In 2009, having just turned twenty three years old, Deborah Feldman walked away from her insular Hasidic roots. She was determined to forge a better life for herself and her son, away from the rampant oppression, abuse, and isolation of her Satmar upbringing in Williamsburg, Brooklyn. Out of her experience came the incendiary, bestselling memoir Unorthodox.
And now, just a few years later, Feldman has embarked on a triumphant journey of self-discovery—a journey in which she begins her life anew as a single mother, an independent woman, and a religious refugee.
Taking her cues from favorite childhood books read in secret, as well as some of the modern classics, Feldman explores the United States, from San Francisco to Chicago, New Orleans, and the Southwest. In her travels, and at home, Feldman redefines her own sense of identity—while no longer Orthodox, she comes to terms with her own Jewishness only by discovering a world of like-minded outcasts committed to self-acceptance and healing. Inwardly, Feldman has navigated remarkable experiences: raising her son in the “real” world, finding solace and solitude in her writing career, and her search for love. Culminating in an unforgettable trip across Europe to retrace her grandmother’s experience during the Holocaust, Exodus is a deeply moving exploration of the mysterious bonds that tie us to family and religion, the bonds we must sometimes break to find our true selves. Feldman proves herself again to be a captivating storyteller, and her singular life has been an inspiration to readers everywhere.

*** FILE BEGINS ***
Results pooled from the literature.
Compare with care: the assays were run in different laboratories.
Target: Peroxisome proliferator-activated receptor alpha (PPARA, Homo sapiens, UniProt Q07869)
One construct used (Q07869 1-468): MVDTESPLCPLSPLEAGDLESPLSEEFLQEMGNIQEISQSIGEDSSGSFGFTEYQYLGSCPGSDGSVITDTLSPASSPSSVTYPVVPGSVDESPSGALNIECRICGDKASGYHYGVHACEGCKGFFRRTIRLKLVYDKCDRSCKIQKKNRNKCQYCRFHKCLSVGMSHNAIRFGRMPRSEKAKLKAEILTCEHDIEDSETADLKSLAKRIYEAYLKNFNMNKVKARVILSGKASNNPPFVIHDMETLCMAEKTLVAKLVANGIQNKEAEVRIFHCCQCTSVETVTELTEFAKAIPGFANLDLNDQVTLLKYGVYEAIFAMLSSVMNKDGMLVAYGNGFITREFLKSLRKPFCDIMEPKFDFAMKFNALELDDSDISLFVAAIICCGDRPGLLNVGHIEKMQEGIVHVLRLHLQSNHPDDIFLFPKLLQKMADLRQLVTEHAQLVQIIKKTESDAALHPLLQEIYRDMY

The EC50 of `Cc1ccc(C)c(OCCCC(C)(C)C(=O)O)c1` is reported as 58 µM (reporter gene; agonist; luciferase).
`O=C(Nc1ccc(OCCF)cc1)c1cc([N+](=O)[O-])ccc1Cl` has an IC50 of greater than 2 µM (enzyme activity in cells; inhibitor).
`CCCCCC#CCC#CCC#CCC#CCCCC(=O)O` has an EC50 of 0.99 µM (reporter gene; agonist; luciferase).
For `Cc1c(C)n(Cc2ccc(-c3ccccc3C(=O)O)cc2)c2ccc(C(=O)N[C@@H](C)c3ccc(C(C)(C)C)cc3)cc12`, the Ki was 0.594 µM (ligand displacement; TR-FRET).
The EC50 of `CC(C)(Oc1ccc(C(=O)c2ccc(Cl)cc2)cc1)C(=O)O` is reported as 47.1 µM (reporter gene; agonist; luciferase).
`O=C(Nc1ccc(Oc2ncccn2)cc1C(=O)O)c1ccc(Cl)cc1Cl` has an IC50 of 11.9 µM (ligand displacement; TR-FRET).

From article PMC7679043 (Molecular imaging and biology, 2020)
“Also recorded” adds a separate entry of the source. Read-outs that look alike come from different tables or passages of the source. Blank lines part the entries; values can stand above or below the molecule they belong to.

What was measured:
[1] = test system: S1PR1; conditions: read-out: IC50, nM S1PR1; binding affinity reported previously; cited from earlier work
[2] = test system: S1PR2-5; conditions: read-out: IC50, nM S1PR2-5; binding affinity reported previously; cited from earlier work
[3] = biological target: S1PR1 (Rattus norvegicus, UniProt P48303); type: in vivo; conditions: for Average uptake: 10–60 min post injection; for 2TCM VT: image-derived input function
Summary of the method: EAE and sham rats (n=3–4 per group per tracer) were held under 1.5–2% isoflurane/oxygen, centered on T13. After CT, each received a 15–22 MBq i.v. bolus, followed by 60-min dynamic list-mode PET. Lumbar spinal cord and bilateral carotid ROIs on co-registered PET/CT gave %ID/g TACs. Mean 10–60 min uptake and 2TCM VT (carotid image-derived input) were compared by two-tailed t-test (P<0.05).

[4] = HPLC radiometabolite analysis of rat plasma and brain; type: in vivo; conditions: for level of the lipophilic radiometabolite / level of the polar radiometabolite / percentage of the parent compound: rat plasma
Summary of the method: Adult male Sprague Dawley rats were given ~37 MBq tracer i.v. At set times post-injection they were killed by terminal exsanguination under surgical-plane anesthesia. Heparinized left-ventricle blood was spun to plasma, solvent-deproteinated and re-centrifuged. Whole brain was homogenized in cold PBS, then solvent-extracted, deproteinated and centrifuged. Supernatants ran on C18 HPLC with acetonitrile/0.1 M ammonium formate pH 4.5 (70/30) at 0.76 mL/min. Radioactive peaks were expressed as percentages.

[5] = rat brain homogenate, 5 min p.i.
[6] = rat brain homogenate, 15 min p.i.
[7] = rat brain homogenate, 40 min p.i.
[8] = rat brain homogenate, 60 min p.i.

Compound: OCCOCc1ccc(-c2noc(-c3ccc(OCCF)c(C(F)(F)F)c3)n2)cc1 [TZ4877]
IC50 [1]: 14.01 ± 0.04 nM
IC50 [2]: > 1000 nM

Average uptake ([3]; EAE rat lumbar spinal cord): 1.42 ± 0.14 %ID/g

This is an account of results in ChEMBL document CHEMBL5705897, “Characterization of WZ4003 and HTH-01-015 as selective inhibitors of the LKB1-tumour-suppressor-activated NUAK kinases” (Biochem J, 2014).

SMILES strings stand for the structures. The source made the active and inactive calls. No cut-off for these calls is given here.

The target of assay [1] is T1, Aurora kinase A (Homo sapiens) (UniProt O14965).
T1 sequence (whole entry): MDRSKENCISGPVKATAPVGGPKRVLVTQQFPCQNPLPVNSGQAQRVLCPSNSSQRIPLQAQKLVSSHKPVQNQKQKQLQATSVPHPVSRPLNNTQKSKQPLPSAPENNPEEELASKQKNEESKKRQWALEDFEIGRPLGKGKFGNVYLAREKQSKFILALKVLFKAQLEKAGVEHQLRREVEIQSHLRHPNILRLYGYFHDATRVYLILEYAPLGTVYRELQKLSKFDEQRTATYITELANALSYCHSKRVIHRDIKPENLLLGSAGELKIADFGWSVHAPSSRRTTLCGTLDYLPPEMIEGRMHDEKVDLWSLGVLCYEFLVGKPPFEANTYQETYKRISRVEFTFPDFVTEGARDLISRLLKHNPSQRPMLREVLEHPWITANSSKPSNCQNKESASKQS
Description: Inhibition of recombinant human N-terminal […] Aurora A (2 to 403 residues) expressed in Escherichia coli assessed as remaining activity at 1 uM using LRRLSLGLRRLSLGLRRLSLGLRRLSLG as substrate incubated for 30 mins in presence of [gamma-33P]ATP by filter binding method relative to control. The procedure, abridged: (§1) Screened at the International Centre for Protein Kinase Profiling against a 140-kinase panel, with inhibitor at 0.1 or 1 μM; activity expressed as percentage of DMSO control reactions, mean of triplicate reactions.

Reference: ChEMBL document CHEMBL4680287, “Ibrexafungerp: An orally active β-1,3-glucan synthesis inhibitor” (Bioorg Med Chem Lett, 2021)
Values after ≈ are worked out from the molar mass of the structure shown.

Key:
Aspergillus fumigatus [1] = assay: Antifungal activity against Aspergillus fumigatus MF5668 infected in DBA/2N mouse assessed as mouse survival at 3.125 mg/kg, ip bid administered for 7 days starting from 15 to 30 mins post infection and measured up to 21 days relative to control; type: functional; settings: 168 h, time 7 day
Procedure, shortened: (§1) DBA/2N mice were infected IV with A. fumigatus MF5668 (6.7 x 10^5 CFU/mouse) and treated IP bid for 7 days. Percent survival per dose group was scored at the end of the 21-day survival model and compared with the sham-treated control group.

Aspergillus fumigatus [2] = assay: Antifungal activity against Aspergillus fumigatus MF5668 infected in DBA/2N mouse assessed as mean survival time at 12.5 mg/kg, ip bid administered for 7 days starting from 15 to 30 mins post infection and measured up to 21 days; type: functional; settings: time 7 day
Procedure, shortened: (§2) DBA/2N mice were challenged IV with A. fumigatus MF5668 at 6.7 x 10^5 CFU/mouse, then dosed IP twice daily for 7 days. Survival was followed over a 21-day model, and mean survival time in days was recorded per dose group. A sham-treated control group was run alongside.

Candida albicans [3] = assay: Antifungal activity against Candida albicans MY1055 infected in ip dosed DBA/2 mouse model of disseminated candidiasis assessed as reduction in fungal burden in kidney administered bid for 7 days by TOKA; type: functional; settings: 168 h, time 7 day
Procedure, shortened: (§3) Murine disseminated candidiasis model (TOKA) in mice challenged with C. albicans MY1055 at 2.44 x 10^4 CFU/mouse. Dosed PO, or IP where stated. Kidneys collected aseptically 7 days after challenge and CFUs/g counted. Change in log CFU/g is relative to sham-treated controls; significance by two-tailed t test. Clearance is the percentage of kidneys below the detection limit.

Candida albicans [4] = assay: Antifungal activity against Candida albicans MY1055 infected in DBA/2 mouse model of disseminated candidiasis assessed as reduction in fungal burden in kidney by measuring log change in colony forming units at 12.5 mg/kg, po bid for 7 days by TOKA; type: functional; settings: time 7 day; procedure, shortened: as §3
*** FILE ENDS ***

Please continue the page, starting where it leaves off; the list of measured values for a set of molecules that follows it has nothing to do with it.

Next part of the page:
Kirkus calls Exodus captivating, entertaining, and informative, providing readers with an honest assessment of the strength of one's convictions and the effect a strict religious background can have on a person. Exodus is an enthralling account of how one Orthodox Jewish woman turned her back on her religion and found genuineness and validity in her new life.
Listen to Deborah talk about Exodus on The Moth